Workshop Session 2
Carrying forward the policy debate
David Rosen, Chair
Balancing learner-centred approaches with demands for programme accountability (OECD Policy
conclusions 4 and 5)
- To whom and for what should programmes be held accountable?
- Given how little is known about adult learner progression, how can systems set appropriate
benchmarks for learner achievement?
The first question discussed was to whom programmes should be accountable.
A participant highlighted the importance of a holistic approach to accountability, addressing a range of
stakeholders (e.g. government, local community, learners and instructors). Accountability systems should
also include opportunities for self-reflection. The lack of interest in a broader notion of accountability
reflects a top-down approach and may be problematic in the long run.
Another participant argued that programmes should be accountable to anyone who makes an investment in
adult learning– whether in terms of time or money. Accountability implies complex relationships and there
is a need to reconcile different needs, rather than to balance them (i.e. giving up one for the other). A
participant distinguished between two approaches: the model of fear (aiming to solve temporary problems)
or hope (based on a long-term vision, lifelong learning perspective). The system of accountability should
The second question concerned what programmes should be accountable for.
There was general agreement about the complexity of the issue. A participant suggested that proposing
simple solutions to such a complex question may have distorting effects. Different accountability measures
are needed for different types of learners. For example, research on a US adult learning programme
revealed that learners under 30 improved their literacy skills. However, learners over 30 did not improve
their reading skills, but they did improve their reading practices (i.e. effectively applying literacy skills).
This example illustrates that a single measure (e.g. qualification test measuring changes in reading skills)
may not fit all types of learners.
A similar view was supported by other participants. One of them suggested that accountability measures
should measure learner progress – for instance, in the case of very illiterate people it may be difficult to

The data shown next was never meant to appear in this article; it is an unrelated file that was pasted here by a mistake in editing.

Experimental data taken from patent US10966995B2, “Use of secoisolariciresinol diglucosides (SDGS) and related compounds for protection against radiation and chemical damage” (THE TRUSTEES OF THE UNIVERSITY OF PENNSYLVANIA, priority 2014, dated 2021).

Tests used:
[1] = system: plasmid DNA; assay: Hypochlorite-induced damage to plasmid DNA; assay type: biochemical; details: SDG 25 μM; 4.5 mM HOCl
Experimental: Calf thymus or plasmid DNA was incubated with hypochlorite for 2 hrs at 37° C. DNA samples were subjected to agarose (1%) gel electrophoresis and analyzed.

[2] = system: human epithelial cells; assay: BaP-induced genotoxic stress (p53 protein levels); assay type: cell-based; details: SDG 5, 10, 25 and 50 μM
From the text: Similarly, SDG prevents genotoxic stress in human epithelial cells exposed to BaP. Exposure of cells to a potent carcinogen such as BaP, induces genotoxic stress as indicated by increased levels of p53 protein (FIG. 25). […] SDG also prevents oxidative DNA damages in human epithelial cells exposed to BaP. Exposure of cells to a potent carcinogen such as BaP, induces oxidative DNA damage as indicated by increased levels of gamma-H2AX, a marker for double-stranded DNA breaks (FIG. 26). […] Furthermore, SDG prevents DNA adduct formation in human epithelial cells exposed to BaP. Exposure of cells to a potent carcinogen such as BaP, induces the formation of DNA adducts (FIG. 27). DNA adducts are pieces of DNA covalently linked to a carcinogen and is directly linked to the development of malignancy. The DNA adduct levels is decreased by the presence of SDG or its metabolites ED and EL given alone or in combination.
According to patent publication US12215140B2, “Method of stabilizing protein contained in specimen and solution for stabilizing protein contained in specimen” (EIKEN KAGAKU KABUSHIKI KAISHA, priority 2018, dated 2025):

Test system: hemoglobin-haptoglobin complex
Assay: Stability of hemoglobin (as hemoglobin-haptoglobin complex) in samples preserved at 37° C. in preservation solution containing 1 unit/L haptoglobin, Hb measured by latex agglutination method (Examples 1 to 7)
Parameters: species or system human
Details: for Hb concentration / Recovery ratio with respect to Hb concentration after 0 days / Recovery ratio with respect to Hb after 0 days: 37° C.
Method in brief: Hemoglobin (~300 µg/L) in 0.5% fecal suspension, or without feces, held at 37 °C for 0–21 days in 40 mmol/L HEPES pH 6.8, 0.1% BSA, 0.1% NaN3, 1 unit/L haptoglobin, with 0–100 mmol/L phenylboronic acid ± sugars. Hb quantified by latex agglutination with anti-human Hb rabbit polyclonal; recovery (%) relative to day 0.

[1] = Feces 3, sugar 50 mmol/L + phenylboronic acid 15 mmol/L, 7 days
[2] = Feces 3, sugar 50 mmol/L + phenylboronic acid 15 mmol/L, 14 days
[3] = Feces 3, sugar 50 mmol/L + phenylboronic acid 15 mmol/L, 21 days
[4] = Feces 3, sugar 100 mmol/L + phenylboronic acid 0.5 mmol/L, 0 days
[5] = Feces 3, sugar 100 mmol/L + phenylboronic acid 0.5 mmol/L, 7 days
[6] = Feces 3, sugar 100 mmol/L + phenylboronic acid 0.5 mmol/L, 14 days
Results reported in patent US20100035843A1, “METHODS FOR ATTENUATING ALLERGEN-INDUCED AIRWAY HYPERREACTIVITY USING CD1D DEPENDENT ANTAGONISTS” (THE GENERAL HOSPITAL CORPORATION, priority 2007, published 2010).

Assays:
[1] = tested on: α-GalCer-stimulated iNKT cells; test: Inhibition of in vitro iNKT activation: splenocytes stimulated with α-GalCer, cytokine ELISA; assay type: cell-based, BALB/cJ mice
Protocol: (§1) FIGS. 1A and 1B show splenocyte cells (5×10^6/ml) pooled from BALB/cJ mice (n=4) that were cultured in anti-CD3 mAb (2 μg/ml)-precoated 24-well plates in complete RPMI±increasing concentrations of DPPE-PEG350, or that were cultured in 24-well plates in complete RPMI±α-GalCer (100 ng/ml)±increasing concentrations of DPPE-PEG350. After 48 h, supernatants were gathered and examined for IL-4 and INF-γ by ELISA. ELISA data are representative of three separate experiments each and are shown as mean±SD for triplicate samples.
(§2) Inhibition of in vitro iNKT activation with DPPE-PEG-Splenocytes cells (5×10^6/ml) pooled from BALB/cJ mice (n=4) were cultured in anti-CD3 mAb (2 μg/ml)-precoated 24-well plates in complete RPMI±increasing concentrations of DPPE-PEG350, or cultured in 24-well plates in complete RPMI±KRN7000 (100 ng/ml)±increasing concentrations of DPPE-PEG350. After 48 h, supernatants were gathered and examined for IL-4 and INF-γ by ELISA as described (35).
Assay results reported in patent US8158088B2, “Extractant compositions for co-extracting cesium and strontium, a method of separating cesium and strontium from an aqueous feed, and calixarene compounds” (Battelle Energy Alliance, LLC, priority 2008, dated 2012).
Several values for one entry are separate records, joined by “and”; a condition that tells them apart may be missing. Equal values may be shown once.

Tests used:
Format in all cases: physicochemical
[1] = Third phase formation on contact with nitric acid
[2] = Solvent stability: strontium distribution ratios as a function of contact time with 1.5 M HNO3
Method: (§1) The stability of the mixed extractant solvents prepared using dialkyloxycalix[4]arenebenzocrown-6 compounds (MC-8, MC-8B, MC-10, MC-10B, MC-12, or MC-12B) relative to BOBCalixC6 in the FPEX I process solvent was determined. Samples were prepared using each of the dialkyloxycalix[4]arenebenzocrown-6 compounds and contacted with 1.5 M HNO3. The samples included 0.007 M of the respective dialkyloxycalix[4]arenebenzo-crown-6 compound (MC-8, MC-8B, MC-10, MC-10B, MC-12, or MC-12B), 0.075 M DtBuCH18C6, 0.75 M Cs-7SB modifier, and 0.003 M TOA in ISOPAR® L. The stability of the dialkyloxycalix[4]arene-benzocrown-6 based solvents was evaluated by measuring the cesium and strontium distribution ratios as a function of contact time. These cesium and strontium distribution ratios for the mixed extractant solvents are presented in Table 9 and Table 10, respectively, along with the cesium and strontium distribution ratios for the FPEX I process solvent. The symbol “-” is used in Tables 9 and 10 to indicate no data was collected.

measure progress – but rather should examine the quality of the programme (although this raises another
question: how do we define quality?).
Workshop participants also noted that different stakeholders may have different interests and therefore
focus on different outcomes (e.g. ministries of education vs. ministries of labour).
Some of the discussion centred on the notion of ‘accountability’. A participant suggested that, literally
speaking, ‘accountability’ does not necessarily involve the obligation to report every step taken. Similarly,
another participant argued that, in principle, accountability does not necessarily need to focus on the
process of teaching and learning. Rather, it could be based on trust, stability and long established
traditions. In Anglo-Saxon countries, however, accountability is typically viewed like a ‘business
One participant raised the question whether it is really necessary and important to measure. While for the
purposes of research on improving the quality of provision, the answer is certainly yes, this question also
has an ethical dimension since access to basic skills can be considered a fundamental right.
A number of participants argued that given the labour and cost intensive nature of monitoring programme
performance, measurements should be based on samples. One of the workshop participants suggested that
accountability requirements should also be balanced with consideration of the efficient use of resources.
There was general agreement on the need to follow-up learners rather than just assessing immediate
outcomes. In some cases the positive impact on a person’s income can be observed only a few years later.
Many participants agreed on the need of using samples when following-up learners and evaluating
programmes. A participant described the example of a programme, at the end of which participants
complete a satisfaction survey and a sample of learners is followed-up, but not every year.